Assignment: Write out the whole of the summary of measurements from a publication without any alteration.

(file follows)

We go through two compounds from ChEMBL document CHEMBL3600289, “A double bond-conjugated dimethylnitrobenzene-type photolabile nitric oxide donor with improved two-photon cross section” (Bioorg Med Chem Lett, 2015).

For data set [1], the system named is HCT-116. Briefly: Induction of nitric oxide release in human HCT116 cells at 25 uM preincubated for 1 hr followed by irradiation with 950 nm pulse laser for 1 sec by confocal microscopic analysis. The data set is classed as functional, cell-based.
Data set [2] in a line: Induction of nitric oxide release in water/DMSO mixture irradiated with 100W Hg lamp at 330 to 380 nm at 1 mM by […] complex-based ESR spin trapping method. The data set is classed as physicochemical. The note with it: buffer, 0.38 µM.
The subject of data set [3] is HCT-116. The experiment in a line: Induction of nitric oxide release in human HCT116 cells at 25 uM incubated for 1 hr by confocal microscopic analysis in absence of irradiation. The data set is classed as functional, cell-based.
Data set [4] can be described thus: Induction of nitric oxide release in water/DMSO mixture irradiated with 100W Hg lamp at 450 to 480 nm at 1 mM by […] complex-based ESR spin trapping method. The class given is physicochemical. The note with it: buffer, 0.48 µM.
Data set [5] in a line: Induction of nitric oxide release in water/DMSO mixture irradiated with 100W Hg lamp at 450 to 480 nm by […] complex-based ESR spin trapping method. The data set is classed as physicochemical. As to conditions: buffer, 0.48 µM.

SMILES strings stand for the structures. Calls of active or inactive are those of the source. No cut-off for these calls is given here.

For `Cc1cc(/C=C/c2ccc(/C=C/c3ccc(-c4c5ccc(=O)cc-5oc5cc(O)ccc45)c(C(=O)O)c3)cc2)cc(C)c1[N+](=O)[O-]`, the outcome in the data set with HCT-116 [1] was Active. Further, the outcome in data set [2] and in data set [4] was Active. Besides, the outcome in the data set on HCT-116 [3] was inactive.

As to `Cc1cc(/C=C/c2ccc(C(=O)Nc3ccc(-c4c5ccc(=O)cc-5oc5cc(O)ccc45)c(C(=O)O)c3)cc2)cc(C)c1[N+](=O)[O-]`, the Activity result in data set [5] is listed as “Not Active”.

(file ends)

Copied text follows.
We go through two compounds from ChEMBL document CHEMBL3600289, “A double bond-conjugated dimethylnitrobenzene-type photolabile nitric oxide donor with improved two-photon cross section” (Bioorg Med Chem Lett, 2015).

For data set [1], the system named is HCT-116. Briefly: Induction of nitric oxide release in human HCT116 cells at 25 uM preincubated for 1 hr followed by irradiation with 950 nm pulse laser for 1 sec by confocal microscopic analysis. The data set is classed as functional, cell-based.
Data set [2] in a line: Induction of nitric oxide release in water/DMSO mixture irradiated with 100W Hg lamp at 330 to 380 nm at 1 mM by […] complex-based ESR spin trapping method. The data set is classed as physicochemical. The note with it: buffer, 0.38 µM.
The subject of data set [3] is HCT-116. The experiment in a line: Induction of nitric oxide release in human HCT116 cells at 25 uM incubated for 1 hr by confocal microscopic analysis in absence of irradiation. The data set is classed as functional, cell-based.
Data set [4] can be described thus: Induction of nitric oxide release in water/DMSO mixture irradiated with 100W Hg lamp at 450 to 480 nm at 1 mM by […] complex-based ESR spin trapping method. The class given is physicochemical. The note with it: buffer, 0.48 µM.
Data set [5] in a line: Induction of nitric oxide release in water/DMSO mixture irradiated with 100W Hg lamp at 450 to 480 nm by […] complex-based ESR spin trapping method. The data set is classed as physicochemical. As to conditions: buffer, 0.48 µM.

SMILES strings stand for the structures. Calls of active or inactive are those of the source. No cut-off for these calls is given here.

For `Cc1cc(/C=C/c2ccc(/C=C/c3ccc(-c4c5ccc(=O)cc-5oc5cc(O)ccc45)c(C(=O)O)c3)cc2)cc(C)c1[N+](=O)[O-]`, the outcome in the data set with HCT-116 [1] was Active. Further, the outcome in data set [2] and in data set [4] was Active. Besides, the outcome in the data set on HCT-116 [3] was inactive.

As to `Cc1cc(/C=C/c2ccc(C(=O)Nc3ccc(-c4c5ccc(=O)cc-5oc5cc(O)ccc45)c(C(=O)O)c3)cc2)cc(C)c1[N+](=O)[O-]`, the Activity result in data set [5] is listed as “Not Active”.